by Charisse Shumate, CCWF
I am sitting here and thinking back on all the things my eyes have seen and my ears have heard since the first day of my incarceration. Prison staff are quick to label you if you are an inmate-we call it putting a jacket on someone. Once you have this jacket, you never live it down and very few of these labels are good. Some women come into prison already gay. It was their lifestyle on the streets. Others just try it to try and fit in. There are women who, out of pure loneliness, have turned to another woman and found someone to share good times and the bad ones. After a while sex might have happened, but not always. So you start to eat together, share your canteen and maybe even be roommates, never being disrespectful to each other or to staff. But now you find out you have a label as a homosexual. You or your friend are moved to a different room, unit or yard.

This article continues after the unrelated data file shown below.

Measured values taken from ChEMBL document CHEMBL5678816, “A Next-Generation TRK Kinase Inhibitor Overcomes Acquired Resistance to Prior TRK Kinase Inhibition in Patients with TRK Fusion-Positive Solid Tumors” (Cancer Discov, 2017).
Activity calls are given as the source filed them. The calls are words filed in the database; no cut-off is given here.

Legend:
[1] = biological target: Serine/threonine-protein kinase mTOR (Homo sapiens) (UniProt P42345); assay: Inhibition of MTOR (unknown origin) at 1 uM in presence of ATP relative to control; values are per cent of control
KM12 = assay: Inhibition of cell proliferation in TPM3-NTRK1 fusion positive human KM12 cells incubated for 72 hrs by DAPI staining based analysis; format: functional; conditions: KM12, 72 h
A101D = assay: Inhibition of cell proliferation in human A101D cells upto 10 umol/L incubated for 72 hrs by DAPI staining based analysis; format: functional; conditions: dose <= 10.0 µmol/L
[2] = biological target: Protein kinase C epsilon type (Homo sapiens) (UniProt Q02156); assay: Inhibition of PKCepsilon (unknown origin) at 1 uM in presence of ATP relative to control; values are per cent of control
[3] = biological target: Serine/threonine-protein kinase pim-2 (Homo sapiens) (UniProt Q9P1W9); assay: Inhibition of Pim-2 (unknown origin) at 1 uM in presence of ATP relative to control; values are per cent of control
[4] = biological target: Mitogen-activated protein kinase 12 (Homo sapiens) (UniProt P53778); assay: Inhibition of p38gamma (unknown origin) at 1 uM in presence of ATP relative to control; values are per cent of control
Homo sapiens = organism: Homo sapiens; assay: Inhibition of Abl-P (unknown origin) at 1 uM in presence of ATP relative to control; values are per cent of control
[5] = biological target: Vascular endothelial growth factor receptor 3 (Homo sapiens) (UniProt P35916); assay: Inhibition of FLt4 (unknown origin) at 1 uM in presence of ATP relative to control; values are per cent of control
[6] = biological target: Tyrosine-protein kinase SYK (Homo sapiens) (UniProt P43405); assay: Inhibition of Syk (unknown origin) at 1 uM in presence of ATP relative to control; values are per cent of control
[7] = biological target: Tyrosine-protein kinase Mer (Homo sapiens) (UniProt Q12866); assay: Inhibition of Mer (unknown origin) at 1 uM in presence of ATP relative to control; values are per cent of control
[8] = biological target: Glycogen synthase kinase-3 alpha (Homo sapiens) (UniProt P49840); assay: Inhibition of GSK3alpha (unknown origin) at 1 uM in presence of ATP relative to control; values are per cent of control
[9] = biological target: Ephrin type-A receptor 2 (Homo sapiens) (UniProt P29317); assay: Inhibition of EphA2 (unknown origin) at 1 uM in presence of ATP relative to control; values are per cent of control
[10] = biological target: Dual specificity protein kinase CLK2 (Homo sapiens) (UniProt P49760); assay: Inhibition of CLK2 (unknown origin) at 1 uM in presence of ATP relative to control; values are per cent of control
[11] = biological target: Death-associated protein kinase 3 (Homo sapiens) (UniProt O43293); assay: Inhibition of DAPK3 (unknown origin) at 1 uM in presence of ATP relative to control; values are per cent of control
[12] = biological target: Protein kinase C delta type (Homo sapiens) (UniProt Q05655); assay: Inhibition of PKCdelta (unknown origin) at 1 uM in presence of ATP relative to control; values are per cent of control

Male or female staff come to work here married, single or divorced. They meet one of their peers and maybe start going to eat, drink or shop after work. They become involved. Maybe they get married or they tell a family member how to get a good job with CDC.
An inmate may get in some kind of verbal disagreement with a staff member, but the inmate is not always wrong. So she uses her right to appeal and wins. Now she is retaliated against by the wife, brother or sister of the staff she just won an appeal on. This is outright nepotism! That is not supposed to be going on any more than homosexuality is, but no one separates staff and sends them to work at another prison.
CCWF refuses to help mothers, daughters or sisters live in the same room or unit. What can we do to stop this unfair treatment?